This doesn't have a direct effect on your body, but a healthier environment will be good for us all in the long run. As our appetite for coffee has grown, so has our plastic waste problem. "Caffeine can cost us more than benefit when we create excessive garbage from single-use cups and bottles," says registered dietitian and author Karen Giesbrecht. "A significant proportion of streetscape waste (aka city garbage cans) fill with food and beverage packaging." Coming at a great cost to the environment, our caffeine addiction contributes to the increasingly urgent plastic pollution crisis.
One study found that drinking a few cups of coffee could mess with women’s estrogen levels and that changes differed according to race. Asian and black women who consumed 200 milligrams of caffeine a day recorded elevated estrogen levels compared to white women who drank the same amount. While the research indicated that different sources of caffeine could differentiate the data, the general consensus alludes that your hormones are likely to stabilize if you abstain or limit caffeine intake.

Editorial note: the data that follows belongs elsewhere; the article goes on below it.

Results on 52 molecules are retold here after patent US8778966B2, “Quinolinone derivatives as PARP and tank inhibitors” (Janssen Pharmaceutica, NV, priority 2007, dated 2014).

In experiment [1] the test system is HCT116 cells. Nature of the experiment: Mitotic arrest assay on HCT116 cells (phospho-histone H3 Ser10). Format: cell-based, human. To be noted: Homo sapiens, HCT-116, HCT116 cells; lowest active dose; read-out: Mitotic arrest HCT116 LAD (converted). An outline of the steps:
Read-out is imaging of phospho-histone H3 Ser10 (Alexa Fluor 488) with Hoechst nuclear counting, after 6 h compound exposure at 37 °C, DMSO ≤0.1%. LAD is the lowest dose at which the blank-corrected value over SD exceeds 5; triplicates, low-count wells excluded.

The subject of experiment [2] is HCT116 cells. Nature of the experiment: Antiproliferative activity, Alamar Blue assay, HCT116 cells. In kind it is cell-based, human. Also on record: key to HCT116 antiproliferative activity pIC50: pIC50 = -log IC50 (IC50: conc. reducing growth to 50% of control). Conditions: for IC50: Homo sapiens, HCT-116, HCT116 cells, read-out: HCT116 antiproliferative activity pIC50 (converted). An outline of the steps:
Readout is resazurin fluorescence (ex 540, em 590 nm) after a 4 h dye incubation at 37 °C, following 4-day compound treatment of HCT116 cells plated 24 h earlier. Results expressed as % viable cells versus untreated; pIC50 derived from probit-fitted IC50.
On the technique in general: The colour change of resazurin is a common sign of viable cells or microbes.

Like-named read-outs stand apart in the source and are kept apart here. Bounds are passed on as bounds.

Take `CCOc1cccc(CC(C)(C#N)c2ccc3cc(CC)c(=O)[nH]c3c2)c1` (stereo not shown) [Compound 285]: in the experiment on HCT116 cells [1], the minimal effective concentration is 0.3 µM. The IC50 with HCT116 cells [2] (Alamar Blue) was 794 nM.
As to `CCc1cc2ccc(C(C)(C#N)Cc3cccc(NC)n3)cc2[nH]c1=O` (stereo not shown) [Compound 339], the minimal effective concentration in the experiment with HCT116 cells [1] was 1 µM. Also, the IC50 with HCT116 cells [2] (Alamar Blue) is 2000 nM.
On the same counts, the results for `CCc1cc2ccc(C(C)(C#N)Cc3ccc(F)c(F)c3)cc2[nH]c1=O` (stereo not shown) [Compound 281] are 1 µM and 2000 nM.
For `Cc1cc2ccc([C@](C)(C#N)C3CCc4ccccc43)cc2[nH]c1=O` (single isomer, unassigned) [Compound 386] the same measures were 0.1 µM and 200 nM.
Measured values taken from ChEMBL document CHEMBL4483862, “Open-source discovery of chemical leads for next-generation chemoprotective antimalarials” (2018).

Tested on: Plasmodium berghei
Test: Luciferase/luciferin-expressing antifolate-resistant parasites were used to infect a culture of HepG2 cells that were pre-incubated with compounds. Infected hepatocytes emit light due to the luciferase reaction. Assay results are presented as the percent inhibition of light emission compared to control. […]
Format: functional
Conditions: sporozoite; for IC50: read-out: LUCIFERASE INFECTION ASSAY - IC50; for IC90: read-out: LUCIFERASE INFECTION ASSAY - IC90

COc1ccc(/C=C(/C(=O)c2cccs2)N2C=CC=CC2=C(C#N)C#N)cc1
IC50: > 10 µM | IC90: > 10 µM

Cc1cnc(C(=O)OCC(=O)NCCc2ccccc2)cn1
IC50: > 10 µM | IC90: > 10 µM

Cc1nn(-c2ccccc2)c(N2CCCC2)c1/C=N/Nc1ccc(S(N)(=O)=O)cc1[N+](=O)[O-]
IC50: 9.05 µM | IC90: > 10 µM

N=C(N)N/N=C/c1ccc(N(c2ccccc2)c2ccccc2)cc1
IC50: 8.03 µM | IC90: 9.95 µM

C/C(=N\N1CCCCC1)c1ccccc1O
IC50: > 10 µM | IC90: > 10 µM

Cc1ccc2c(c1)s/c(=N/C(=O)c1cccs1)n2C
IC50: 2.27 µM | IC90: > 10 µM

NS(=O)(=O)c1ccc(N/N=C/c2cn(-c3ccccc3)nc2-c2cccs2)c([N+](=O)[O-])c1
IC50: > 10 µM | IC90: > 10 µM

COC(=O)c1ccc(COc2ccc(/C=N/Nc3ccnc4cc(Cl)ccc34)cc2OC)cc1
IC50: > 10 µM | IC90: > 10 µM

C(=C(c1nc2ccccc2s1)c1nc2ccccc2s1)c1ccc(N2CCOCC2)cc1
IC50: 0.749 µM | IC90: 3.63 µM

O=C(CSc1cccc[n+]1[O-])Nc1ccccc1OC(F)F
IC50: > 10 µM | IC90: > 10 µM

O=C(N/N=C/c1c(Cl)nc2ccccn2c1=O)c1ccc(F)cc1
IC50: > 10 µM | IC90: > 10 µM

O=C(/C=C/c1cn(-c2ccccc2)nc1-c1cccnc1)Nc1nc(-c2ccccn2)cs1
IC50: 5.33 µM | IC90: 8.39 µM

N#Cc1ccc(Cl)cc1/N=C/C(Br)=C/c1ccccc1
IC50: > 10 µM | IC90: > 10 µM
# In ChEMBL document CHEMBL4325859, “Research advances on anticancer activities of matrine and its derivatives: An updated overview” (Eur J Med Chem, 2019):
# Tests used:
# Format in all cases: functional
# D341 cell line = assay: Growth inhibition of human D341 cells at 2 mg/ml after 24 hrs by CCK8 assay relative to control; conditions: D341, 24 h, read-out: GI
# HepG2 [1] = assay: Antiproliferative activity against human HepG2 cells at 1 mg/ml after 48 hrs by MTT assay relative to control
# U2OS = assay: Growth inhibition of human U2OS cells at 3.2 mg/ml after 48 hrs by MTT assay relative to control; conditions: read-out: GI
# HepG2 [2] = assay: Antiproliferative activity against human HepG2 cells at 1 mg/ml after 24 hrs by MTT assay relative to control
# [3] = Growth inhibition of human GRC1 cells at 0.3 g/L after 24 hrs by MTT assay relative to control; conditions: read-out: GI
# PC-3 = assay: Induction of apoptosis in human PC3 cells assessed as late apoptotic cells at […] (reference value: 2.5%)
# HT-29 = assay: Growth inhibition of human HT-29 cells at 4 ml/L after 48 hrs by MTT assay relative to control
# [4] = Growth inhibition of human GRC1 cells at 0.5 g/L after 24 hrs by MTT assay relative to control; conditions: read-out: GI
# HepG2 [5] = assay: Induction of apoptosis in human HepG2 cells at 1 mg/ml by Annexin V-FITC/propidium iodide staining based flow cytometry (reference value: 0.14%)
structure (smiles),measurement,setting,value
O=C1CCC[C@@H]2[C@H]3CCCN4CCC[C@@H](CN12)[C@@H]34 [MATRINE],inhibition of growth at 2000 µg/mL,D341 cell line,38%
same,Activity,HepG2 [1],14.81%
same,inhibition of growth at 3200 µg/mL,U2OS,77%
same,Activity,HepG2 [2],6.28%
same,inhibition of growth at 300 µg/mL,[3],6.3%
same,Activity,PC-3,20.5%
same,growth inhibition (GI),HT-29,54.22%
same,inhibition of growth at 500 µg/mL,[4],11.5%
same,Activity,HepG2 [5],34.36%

Habitual consumption of caffeine will alter your brain's chemical makeup, similar to drug dependence. The initial effects of withdrawal are the same: mental fog, fatigue, throbbing headaches, nausea, and/or flu-like symptoms. Caffeine withdrawal is even recognized as a mental disorder. Weaning off the stuff and gradually quitting caffeine will break the cycle of addiction.
Okay, not another direct correlation to your body, but a little bit more money in your pocket can help your overall well-being. That caffeine fix can really put a damper on your wallet. Sure, spending $4 for cappuccino might not seem pricey, but it can really add up over time. Cutting back on caffeine won't make you rich, but that extra dough in your bank account is tempting enough to give it up.
This article was originally published at an earlier date and has been updated.
This article originally appeared on The Thirty